Out of the Woodwork
Edward Schuyler was ironing his oldest blue oxford shirtin the living room on a Saturday afternoon when the first telephone call came.He'd taken up ironing a few months before, not long after his wife, Bee, haddied. That happened in early summer, when school was out, and he couldn'tconcentrate on anything besides his grief and longing. At first, he onlypressed things of hers that he'd found in a basket of tangled clean clothing inthe laundry room. He had thought of it then as a way of reconnecting with herwhen she was so irrevocably gone, when he couldn't even will her into hisdreams.
And she did come back in a rush of disordered memories ashe stood at the ironing board. But he had no control over what he remembered,sometimes seeing her when they first met, or years later in her flowered chintzchair across the room, talking on the telephone and kneading the dog's bellywith her bare feet-Bee called it multitasking-or in the last days of her life,pausing so long between breaths that he found himself holding his own breathuntil she began again.
Still, this random collage of their days together wasbetter than nothing, and it was oddly comforting to smooth the wrinkles out ofher blouses, to restore their collapsed bosoms and sleeves and hang them in hercloset, where they looked orderly, expectant. And he liked the hiss of steam inthe quiet house and the yeasty smell of the scorched cloth.
Now he lay the iron down on the trivet and, with Bingo,the elderly dog, padding right behind him, went into the kitchen to answer thephone. Without his reading glasses, which didn't appear to be anywhere, Edward couldn'tmake out the caller I.D. But when he said hello there was no reply, and heassumed he'd hear one of those recorded messages from someone running forsomething. It was late October, after all. Half his mail these days wascomposed of political flyers, the other half divided between bills and belatednotes of sympathy. He was about to hang up when a woman's voice said, "Ed? Is that you?"
No one he knew called him Ed, or Eddie. Sometimes atelemarketer made a stab at sudden intimacy that way, but he was not a man whoinvited the casual use of nicknames. Even Bee, who knew him as well as anyone,and loved him, had always called him Edward. Her two grown children still kepttheir childhood names for him-Nick addressing him as "Schuyler" or"Professor," and Julie as "Poppy." Nick's bride, Amanda,said "Dad," a little self-consciously, while reserving the title"Daddy," as Julie did, for her own father.
"This is Edward, yes," he said into the phone."Who is this?" and the woman said, "You don't know me, Ed, butwe have a good friend in common."
He didn't say anything and she continued. "My nameis Dorothy Clark, Dodie to you. Joy Feldman and I went to schooltogether."
Edward tried to imagine sweet, matronly Joy as aschoolgirl, but all he could think of was the Tuna Surprise casserole she'dslid into his freezer right after the funeral, and that days later he'd found asingle hair at its defrosted center. Bee might have said, Ah, the surprise! Hehad a chilly premonition that this woman was going to try to sell him somethingdeath-related, like perpetual grave care, or hit him up for a contribution tosome obscure charity in Bee's memory.
But her voice seemed to deepen a little with emotion asshe said, in response to his silence, "You and I are in the same boat, Ed.I mean I'm recently widowed, too, and Joy thought . . . well,that we should probably get to know each other."
He wondered why Joy would have ever thought that, andthen he understood, with a little shock of revulsion and amusement, not unlikethe way he'd felt when he discovered the hair in the casserole. "Isee," Edward said. "That was kind of her, but I'm afraid she wasmistaken. I'm not really looking for . . . for any new friends at themoment." At the bird feeder tray right outside the window, a fewchickadees settled and pecked.
"Oh, of course," Dorothy Clark said in abrighter tone. "Everyone has their own timetable for grieving. But whenyou're ready, why don't you give me a ring. I live in Tenafly, we'repractically neighbors. I'll give you my number." There was a flurry at thebird feeder as a jay arrived, scattering seed and the chickadees.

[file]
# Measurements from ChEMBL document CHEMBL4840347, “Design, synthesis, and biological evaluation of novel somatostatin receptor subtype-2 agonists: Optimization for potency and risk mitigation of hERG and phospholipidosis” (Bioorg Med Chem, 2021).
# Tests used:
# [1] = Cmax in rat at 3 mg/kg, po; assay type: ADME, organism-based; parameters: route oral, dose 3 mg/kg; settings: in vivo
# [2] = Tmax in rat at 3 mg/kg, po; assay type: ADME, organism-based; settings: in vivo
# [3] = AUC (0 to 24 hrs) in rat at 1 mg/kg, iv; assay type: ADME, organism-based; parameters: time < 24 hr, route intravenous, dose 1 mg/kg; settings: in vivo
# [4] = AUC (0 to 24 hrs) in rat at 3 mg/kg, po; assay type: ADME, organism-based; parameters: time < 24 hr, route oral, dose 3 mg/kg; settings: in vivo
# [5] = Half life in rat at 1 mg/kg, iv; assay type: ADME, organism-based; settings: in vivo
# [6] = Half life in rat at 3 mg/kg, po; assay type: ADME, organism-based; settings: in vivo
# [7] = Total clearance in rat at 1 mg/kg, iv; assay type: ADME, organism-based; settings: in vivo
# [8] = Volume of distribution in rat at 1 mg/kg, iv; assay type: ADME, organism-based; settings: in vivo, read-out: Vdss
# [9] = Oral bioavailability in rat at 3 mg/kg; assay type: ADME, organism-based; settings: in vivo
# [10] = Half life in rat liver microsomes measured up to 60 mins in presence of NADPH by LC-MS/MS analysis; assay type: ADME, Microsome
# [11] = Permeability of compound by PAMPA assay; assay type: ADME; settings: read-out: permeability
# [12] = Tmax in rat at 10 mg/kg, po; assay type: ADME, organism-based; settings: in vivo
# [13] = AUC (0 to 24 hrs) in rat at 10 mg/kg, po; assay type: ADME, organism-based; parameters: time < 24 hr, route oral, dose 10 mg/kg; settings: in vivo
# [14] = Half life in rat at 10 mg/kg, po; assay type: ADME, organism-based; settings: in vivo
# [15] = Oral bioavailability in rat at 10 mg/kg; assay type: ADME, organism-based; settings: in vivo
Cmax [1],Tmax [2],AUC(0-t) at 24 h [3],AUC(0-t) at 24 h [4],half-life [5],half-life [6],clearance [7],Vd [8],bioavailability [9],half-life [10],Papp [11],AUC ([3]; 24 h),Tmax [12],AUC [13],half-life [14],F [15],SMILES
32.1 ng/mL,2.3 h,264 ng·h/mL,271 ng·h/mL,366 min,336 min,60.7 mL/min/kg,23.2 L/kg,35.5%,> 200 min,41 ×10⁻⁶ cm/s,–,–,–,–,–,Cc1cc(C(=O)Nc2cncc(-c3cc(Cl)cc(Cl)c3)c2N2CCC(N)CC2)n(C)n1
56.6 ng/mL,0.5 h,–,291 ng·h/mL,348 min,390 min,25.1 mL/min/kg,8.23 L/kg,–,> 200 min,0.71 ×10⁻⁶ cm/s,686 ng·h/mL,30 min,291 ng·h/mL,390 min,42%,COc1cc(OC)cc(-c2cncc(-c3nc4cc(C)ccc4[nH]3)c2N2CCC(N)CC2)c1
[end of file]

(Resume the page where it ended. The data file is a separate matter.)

"All right," Edward said resignedly, politely.He was polite to telemarketers, too, even those who took liberties with hisname.
She was suspicious, though. "Do you have apencil?" she asked. If he had a pencil, he might have noted the chickadeesand the jay in his neglected birding journal, or tapped on the window with itto interrupt the bullying. But he said, "Sure, go ahead," and sherecited the number slowly, twice. At least she didn't ask him to read it backto her.
He returned to the living room, but the glide of the ironover the worn blue field of his shirt was no longer soothing. His lonelinesshad been disturbed, and he wanted it back.
One evening near the end, he was reading at Bee'sbedside, his free hand resting lightly on her arm; she seemed to be asleep.Then she opened her glazed eyes and said, "Look at you. They'll becrawling out of the woodwork."
"What will, sweetheart?" he'd asked, but sheshut her eyes and didn't answer.
She had said many strange things during those last nightsand days. "Oh, what will I do without you?" she'd cried out once, asif he were the one dying and leaving her behind. And there were drug-inducedhallucinations, of small children standing at the foot of her bed, and micescrambling in the bathtub. Maybe there were more vermin waiting in the woodworkof her fevered dream.
It wasn't until the second phone call, a few days afterthe one from Dorothy Clark, that he finally got Bee's meaning. This time thecaller introduced herself as Madge Miller, a vaguely familiar name. She and Beehad been in the same book club a while back and she'd heard the sad newsthrough a grapevine of mutual friends. She was just calling to commiserate, shesaid-what a terrible shame, what a beautiful, bright woman in the prime of herlife. And maybe he'd like some company soon, for lunch or a drink.
Later that afternoon, Edward went into the kitchen andrummaged in what one of the children, in childhood, had aptly dubbed "thecrazy drawer." Among the loose batteries and spare shoelaces, the expiredsupermarket coupons and the keys that didn't open any known doors, he found thechain that had briefly kept Bee's reading glasses conveniently dangling fromher neck, until she caught a glimpse of herself in the mirror and declared thatshe'd rather go blind.
Now Edward untangled the chain and attached it to hisglasses, carefully avoiding his reflection, which he imagined bore anunfortunate resemblance to his third-grade teacher, Miss
Du Pont. His own students would have a field day. Buthe'd only use the chain at home, where he often mislaid his glasses, and atleast he'd be prepared to screen any future phone calls from strangers.